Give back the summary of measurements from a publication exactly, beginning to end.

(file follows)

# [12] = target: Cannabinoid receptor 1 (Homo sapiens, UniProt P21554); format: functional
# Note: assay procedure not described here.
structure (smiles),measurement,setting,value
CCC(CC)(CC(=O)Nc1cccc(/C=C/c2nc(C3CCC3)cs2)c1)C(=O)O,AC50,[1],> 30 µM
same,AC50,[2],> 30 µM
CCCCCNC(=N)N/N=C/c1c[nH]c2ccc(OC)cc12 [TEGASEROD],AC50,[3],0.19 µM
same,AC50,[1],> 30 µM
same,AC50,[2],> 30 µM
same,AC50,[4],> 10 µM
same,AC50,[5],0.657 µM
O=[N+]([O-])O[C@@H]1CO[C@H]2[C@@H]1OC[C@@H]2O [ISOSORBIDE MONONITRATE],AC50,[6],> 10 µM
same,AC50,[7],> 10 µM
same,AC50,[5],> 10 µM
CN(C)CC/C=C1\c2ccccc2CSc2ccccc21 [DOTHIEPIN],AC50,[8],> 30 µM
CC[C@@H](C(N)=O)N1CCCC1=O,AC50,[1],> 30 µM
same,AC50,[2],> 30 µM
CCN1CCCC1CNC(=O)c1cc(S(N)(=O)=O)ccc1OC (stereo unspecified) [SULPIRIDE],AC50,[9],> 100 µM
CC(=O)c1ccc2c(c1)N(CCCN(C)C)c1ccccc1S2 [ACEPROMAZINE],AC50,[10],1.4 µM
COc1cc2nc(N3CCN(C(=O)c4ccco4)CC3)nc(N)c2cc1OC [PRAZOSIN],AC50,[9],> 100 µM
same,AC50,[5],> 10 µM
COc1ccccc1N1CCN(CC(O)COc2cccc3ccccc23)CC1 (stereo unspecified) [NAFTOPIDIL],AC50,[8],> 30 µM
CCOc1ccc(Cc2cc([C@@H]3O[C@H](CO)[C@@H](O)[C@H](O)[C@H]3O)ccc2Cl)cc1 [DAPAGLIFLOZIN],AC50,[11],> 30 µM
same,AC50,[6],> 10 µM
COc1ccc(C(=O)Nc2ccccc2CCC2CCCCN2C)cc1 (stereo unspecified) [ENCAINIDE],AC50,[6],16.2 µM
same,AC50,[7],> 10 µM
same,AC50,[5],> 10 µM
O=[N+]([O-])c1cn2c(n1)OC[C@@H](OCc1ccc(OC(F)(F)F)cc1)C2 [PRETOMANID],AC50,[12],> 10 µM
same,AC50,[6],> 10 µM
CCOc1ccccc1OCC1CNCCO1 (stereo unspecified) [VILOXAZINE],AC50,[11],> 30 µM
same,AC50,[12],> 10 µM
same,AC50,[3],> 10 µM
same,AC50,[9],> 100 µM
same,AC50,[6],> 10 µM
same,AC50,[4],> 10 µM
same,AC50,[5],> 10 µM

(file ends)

# [12] = target: Cannabinoid receptor 1 (Homo sapiens, UniProt P21554); format: functional
# Note: assay procedure not described here.
structure (smiles),measurement,setting,value
CCC(CC)(CC(=O)Nc1cccc(/C=C/c2nc(C3CCC3)cs2)c1)C(=O)O,AC50,[1],> 30 µM
same,AC50,[2],> 30 µM
CCCCCNC(=N)N/N=C/c1c[nH]c2ccc(OC)cc12 [TEGASEROD],AC50,[3],0.19 µM
same,AC50,[1],> 30 µM
same,AC50,[2],> 30 µM
same,AC50,[4],> 10 µM
same,AC50,[5],0.657 µM
O=[N+]([O-])O[C@@H]1CO[C@H]2[C@@H]1OC[C@@H]2O [ISOSORBIDE MONONITRATE],AC50,[6],> 10 µM
same,AC50,[7],> 10 µM
same,AC50,[5],> 10 µM
CN(C)CC/C=C1\c2ccccc2CSc2ccccc21 [DOTHIEPIN],AC50,[8],> 30 µM
CC[C@@H](C(N)=O)N1CCCC1=O,AC50,[1],> 30 µM
same,AC50,[2],> 30 µM
CCN1CCCC1CNC(=O)c1cc(S(N)(=O)=O)ccc1OC (stereo unspecified) [SULPIRIDE],AC50,[9],> 100 µM
CC(=O)c1ccc2c(c1)N(CCCN(C)C)c1ccccc1S2 [ACEPROMAZINE],AC50,[10],1.4 µM
COc1cc2nc(N3CCN(C(=O)c4ccco4)CC3)nc(N)c2cc1OC [PRAZOSIN],AC50,[9],> 100 µM
same,AC50,[5],> 10 µM
COc1ccccc1N1CCN(CC(O)COc2cccc3ccccc23)CC1 (stereo unspecified) [NAFTOPIDIL],AC50,[8],> 30 µM
CCOc1ccc(Cc2cc([C@@H]3O[C@H](CO)[C@@H](O)[C@H](O)[C@H]3O)ccc2Cl)cc1 [DAPAGLIFLOZIN],AC50,[11],> 30 µM
same,AC50,[6],> 10 µM
COc1ccc(C(=O)Nc2ccccc2CCC2CCCCN2C)cc1 (stereo unspecified) [ENCAINIDE],AC50,[6],16.2 µM
same,AC50,[7],> 10 µM
same,AC50,[5],> 10 µM
O=[N+]([O-])c1cn2c(n1)OC[C@@H](OCc1ccc(OC(F)(F)F)cc1)C2 [PRETOMANID],AC50,[12],> 10 µM
same,AC50,[6],> 10 µM
CCOc1ccccc1OCC1CNCCO1 (stereo unspecified) [VILOXAZINE],AC50,[11],> 30 µM
same,AC50,[12],> 10 µM
same,AC50,[3],> 10 µM
same,AC50,[9],> 100 µM
same,AC50,[6],> 10 µM
same,AC50,[4],> 10 µM
same,AC50,[5],> 10 µM